Actually, people died in the past because they were on foot and ran out of water. Cyclists and runners know to drink water, and have helpers to make sure they have a good supply. Don’t you just love these politicians who take over and decide we need to be protected from ourselves?

In spite of the organizers having the support of the California Highway Patrol, and the Death Valley, and Lone Pine Chambers of Commerce, and Congressman Paul Cook, their pleas to continue on this course fell on blindfolded ears.

And so the race became the Silver State 508, (A nice ring.) The Silver State being Nevada. This year’s race was moved to yet another classic America Frontier Region, and was held on the quiet Northern roads of that State.

Held this year on October 5 – 7, on an out-and-home course starting and finishing in Reno. The event drew 141 riders from 16 American States, plus Canada, Italy, Mexico, Philippines, Slovenia, and Switzerland. Next year, Adventure Corps, the organizers are hoping for an even bigger entry.

The 2015 event will be held 2 weeks earlier, September 19 - 21, it is hoped that some of the chilling desert night temperatures will be a little higher. The race is in the form of a time-trial.

If you have ever thought about trying one of these Ultra-Marathon events, Adventure Corps also puts on a 308 mile event, with a 24 hour qualifying time, held at the end of May. In fact for rookies, finishing the 308 is one if the best credentials to have for acceptance to ride the 508. They also have Century, and Double-Century Rides.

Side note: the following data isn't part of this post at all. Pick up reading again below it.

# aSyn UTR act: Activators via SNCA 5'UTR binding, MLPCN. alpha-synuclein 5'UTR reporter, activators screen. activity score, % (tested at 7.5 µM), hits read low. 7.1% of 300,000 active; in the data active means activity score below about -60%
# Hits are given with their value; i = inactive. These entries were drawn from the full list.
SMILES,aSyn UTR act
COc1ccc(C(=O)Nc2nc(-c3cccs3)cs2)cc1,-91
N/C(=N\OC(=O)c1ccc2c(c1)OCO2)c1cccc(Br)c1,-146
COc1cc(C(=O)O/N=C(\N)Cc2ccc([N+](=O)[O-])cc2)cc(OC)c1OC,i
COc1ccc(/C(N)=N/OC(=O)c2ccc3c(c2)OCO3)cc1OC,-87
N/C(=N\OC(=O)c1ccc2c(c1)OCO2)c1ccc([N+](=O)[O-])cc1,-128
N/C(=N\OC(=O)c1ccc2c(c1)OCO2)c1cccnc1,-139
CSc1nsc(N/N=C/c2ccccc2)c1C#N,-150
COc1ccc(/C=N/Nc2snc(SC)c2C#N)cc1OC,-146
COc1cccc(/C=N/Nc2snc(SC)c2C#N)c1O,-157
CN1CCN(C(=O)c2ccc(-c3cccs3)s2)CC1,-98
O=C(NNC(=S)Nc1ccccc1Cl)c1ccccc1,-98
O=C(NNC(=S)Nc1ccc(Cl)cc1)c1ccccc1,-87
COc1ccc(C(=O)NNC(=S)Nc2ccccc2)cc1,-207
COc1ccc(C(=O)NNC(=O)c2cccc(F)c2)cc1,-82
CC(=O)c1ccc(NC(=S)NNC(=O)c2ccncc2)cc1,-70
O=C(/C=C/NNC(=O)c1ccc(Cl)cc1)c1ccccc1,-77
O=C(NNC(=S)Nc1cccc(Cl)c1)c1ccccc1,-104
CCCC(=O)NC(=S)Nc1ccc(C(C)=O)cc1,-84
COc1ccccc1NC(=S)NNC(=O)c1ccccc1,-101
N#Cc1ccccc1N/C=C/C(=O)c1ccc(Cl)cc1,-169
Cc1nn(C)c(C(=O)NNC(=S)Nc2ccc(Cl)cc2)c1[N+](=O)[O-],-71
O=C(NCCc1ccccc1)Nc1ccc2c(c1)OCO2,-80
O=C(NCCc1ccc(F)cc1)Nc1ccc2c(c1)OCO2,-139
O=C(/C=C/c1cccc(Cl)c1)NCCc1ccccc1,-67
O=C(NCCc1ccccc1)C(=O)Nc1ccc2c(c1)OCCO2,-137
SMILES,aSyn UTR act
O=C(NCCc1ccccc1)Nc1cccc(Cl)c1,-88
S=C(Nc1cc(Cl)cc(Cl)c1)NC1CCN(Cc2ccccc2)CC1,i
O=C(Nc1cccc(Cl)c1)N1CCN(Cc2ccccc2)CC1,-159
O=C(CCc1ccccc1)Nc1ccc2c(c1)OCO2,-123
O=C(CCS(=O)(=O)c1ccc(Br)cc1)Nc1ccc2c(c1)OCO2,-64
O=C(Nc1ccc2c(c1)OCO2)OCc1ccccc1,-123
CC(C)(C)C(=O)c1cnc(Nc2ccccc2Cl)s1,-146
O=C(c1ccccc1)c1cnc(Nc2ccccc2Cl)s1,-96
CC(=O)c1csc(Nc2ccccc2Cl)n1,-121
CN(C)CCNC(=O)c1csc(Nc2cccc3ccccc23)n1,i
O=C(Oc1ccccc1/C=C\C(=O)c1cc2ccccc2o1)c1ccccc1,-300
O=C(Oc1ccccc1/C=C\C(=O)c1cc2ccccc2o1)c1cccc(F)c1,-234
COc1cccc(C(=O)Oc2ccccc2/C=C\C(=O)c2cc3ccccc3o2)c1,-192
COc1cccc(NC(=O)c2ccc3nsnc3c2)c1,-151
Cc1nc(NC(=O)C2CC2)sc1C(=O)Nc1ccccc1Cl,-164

If the 24 hour and 48 hour qualifying times seem generous, bear in mind that both these events take in some serious mountain climbing. Some reaching over 7.000 feet. Check out the website it is interesting reading.


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My Philly – New York City Trip

I just got back yesterday from a weeklong trip to Philadelphia and New York City.

It came about when I was invited to speak at the Philly Bike Expo, held at the Convention Center there. (Pic left, Broad Street entrance.)

My wife and I decided to travel on to New York for two and a half days after, to take a mini-vacation.

My wife had never been to New York, and I had never been back since 1980 when I worked for Paris Sport in Ridgefield Park, New Jersey, and was located just 7 miles from NYC, just over the George Washington Bridge.

Philadelphia is a very nice city that I would like to visit again and spend more time there. It seems they have a great bike culture. It was a pleasure to see bikes mingling with motorized traffic in what appeared to be a somewhat orderly and cooperative fashion. Not too much honking and yelling that I witnessed.

My previous memories of Philadelphia was from 1980 when I rode my last bike race there. I had come from England the year before, where bike races where a safe and friendly social event that combined fun and exercise for riders of all levels.

I found in the US, at Category 4 level anyway, people had no clue what racing was about and thought that bike racing was a contact sport like football. People were actually trying to knock me off my bike. In my mid-forties I realized I was not going to make it back up to Cat 1 or 2 again, and US style Criterium racing was not for me. I hung up my racing wheels and concentrated on building bikes from then on.